The team mixed concentrations of glutathione and sodium bicarbonate together in a saline solution, and sprayed the solution over samples of adhesive that they placed over various organ and tissue specimens, including pig heart, lung, and intestines. In all their tests, regardless of how long the adhesive had been applied to the tissue, the researchers found that, once they sprayed the triggering solution onto the tape, they were able to peel the tape away from the tissue within about five minutes, without causing tissue damage.
The Latest Updates from Bing News & Google News
Go deeper with Bing News on:
- Super-strong surgical tape detaches on demandon June 24, 2020 at 5:47 am
Now they have further developed their adhesive so that it can be detached from the underlying tissue without causing any damage. By applying a liquid solution, the new version can be peeled away like ...
- MIT Engineers Develop Super-Strong Surgical Tape That Painlessly Detaches on Demandon June 24, 2020 at 3:17 am
Removable adhesive could make it easier for surgeons to close up internal wounds. Last year, MIT engineers developed a double-sided adhesive that could quickly and firmly stick to wet surfaces such as ...
- Easily Removable Surgical Tape to Seal Internal Woundson June 23, 2020 at 7:08 am
Researchers at MIT recently developed an adhesive tape that allows surgeons to seal internal wounds and that can readily stick to slippery internal surfaces, as a potential replacement for sutures.
- Researchers Submit Patent Application, “Label With Removable Component(S)”, for Approval (USPTO 20200175894)on June 22, 2020 at 5:54 pm
From Washington, D.C., NewsRx journalists report that a patent application by the inventors Francoeur, Roger; Livingston, Timothy Darren; Shinkle, II, Robert L.; Lamb, Shane; Vied, Matthew, filed on ...
- Best tubeless road tyres 2020 | Ditch your inner tubes with these tubeless optionson June 20, 2020 at 8:00 am
The rim also has to be sealed to keep air in. Some are airtight by design, with no spoke holes in the rim bed, others achieve this using an adhesive rim tape applied to the rim bed. To make sure ...
Go deeper with Google Headlines on:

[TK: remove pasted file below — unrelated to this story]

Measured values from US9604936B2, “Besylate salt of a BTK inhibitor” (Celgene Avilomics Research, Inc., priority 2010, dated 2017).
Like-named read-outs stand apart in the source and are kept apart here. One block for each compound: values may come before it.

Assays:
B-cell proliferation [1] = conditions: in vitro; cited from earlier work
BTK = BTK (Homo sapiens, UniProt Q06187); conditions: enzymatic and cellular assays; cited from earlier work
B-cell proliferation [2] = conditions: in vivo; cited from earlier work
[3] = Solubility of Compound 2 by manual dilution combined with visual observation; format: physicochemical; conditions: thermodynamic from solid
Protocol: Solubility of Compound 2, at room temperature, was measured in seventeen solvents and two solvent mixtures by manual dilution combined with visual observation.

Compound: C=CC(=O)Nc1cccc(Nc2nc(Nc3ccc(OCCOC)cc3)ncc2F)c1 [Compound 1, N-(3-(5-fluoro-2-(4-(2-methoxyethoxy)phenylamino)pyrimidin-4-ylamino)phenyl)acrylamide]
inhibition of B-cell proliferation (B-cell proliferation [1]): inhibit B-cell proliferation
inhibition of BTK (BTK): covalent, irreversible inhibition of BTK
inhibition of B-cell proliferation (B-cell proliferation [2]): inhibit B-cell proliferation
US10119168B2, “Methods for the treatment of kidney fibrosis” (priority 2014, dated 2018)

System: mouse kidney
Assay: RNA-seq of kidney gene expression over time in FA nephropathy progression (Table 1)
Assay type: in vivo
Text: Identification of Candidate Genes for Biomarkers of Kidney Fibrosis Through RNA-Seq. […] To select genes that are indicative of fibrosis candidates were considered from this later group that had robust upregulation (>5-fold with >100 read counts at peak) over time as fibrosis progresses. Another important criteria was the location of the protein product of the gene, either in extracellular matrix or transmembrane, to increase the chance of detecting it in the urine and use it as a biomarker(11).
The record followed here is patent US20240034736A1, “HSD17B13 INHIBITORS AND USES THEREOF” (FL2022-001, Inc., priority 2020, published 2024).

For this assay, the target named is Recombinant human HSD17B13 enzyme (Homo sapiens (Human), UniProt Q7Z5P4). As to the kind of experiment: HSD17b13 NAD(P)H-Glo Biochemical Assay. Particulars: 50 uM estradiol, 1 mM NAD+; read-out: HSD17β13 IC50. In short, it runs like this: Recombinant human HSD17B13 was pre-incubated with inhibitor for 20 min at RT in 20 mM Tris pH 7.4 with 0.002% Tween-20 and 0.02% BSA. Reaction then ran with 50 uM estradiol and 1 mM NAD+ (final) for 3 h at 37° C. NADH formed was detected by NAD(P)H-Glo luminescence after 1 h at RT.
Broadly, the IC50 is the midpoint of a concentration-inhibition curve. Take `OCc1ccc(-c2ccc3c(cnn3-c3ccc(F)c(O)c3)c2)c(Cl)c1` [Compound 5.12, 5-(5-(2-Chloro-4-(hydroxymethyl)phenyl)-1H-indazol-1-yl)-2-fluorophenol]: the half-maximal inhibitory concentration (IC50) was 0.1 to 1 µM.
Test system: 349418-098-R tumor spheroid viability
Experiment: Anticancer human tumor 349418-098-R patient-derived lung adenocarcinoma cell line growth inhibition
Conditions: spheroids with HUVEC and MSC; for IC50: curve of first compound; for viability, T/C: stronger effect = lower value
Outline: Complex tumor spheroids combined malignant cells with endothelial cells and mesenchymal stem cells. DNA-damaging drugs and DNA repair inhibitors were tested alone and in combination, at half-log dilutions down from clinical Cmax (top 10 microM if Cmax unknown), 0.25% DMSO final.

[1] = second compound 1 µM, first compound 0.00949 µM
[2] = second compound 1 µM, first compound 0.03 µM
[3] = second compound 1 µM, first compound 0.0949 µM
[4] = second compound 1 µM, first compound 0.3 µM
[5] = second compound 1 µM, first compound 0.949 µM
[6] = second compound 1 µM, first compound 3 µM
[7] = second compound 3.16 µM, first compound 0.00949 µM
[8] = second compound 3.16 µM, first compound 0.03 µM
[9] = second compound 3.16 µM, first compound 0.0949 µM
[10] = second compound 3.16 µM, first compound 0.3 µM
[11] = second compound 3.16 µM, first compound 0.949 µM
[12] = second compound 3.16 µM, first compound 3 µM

Go deeper with Bing News on:
- Global Instant Adhesive Market 2020 Overview, Key Players, Segmentation Analysis, Development Status and Forecast by 2026on June 24, 2020 at 5:11 pm
MarketsandResearch.biz has released an exclusive report named Global Instant Adhesive Market 2020 by Manufacturers, Regions, Type and Application, Forecast to 2026 which comprehensively provides a ...
- Detachable Adhesive Is Like an Ouch-Free Band-Aid for Internal Organson June 24, 2020 at 2:55 pm
A double-sided adhesive developed by MIT engineers firmly sticks to biological tissues but can be adjusted during surgery or detached from a tissue or implant without causing any damage.
- Surface treatment for adhesive bonding: Thermoset vs. thermoplastic compositeson June 24, 2020 at 3:15 am
Source, all images | BTG Labs Surface treatment — involving some method of treating, abrading or cleaning a part or material surface — can be essential to achieving the necessary properties for ...
- Adhesive film turns smartwatch into biochemical health monitoring systemon June 23, 2020 at 1:05 pm
Engineers funded by the National Science Foundation and affiliated with UCLA have designed a thin adhesive film that could upgrade a consumer smartwatch into a health-monitoring system. The system ...
- MIT surgical adhesive detaches on demandon June 23, 2020 at 8:08 am
MIT created a surgical adhesive last year that was able to quickly and firmly stick to wet surfaces like biological tissues. The double-sided adhesive tape was shown to be usable to seal rips and ...